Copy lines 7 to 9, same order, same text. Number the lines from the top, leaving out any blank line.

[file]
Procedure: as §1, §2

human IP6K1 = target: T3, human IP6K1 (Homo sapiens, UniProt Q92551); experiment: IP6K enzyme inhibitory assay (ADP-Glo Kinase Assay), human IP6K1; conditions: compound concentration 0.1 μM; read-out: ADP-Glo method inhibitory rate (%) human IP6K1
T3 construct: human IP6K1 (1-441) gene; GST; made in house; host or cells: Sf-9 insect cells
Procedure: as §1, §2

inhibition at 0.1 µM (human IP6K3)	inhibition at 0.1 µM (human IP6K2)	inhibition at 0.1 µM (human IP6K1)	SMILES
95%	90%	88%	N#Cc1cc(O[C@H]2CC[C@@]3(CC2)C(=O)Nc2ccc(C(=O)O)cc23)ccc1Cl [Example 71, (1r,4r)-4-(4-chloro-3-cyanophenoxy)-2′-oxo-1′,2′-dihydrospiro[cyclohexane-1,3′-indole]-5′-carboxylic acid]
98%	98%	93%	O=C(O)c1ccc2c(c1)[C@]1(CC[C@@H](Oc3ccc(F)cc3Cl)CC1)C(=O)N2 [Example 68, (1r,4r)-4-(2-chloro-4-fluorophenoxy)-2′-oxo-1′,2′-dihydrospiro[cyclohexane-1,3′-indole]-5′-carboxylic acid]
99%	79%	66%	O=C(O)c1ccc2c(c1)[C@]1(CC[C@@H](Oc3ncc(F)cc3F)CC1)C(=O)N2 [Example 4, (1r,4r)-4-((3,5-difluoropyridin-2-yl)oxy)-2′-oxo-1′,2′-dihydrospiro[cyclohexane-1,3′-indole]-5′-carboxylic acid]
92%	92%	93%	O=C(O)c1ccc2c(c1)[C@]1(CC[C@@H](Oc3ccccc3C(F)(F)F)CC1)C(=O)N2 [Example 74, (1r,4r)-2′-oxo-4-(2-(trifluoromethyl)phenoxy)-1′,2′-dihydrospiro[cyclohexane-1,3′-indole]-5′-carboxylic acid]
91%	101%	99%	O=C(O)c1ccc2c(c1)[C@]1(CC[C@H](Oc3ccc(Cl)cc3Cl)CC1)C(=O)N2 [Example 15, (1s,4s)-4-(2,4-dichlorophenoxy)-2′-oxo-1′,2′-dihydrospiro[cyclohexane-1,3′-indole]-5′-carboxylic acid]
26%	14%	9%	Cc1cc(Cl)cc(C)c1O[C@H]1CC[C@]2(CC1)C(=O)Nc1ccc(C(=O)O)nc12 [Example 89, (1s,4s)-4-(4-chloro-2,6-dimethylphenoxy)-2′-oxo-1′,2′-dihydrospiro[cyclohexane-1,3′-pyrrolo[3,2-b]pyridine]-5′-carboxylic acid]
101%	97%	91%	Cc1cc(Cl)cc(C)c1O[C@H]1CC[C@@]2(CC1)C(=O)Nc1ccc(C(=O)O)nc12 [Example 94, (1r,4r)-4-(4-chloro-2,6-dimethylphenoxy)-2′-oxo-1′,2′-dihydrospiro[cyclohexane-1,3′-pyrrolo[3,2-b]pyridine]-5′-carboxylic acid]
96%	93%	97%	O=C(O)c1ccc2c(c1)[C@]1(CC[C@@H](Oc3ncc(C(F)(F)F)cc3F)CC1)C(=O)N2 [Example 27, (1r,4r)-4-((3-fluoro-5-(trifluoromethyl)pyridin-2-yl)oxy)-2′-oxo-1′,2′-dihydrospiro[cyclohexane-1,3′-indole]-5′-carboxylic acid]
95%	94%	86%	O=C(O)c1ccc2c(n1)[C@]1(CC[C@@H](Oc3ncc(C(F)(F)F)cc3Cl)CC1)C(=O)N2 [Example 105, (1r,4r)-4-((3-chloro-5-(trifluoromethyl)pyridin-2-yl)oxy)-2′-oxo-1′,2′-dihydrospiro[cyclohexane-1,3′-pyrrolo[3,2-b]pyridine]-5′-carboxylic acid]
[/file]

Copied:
98%	98%	93%	O=C(O)c1ccc2c(c1)[C@]1(CC[C@@H](Oc3ccc(F)cc3Cl)CC1)C(=O)N2 [Example 68, (1r,4r)-4-(2-chloro-4-fluorophenoxy)-2′-oxo-1′,2′-dihydrospiro[cyclohexane-1,3′-indole]-5′-carboxylic acid]
99%	79%	66%	O=C(O)c1ccc2c(c1)[C@]1(CC[C@@H](Oc3ncc(F)cc3F)CC1)C(=O)N2 [Example 4, (1r,4r)-4-((3,5-difluoropyridin-2-yl)oxy)-2′-oxo-1′,2′-dihydrospiro[cyclohexane-1,3′-indole]-5′-carboxylic acid]
92%	92%	93%	O=C(O)c1ccc2c(c1)[C@]1(CC[C@@H](Oc3ccccc3C(F)(F)F)CC1)C(=O)N2 [Example 74, (1r,4r)-2′-oxo-4-(2-(trifluoromethyl)phenoxy)-1′,2′-dihydrospiro[cyclohexane-1,3′-indole]-5′-carboxylic acid]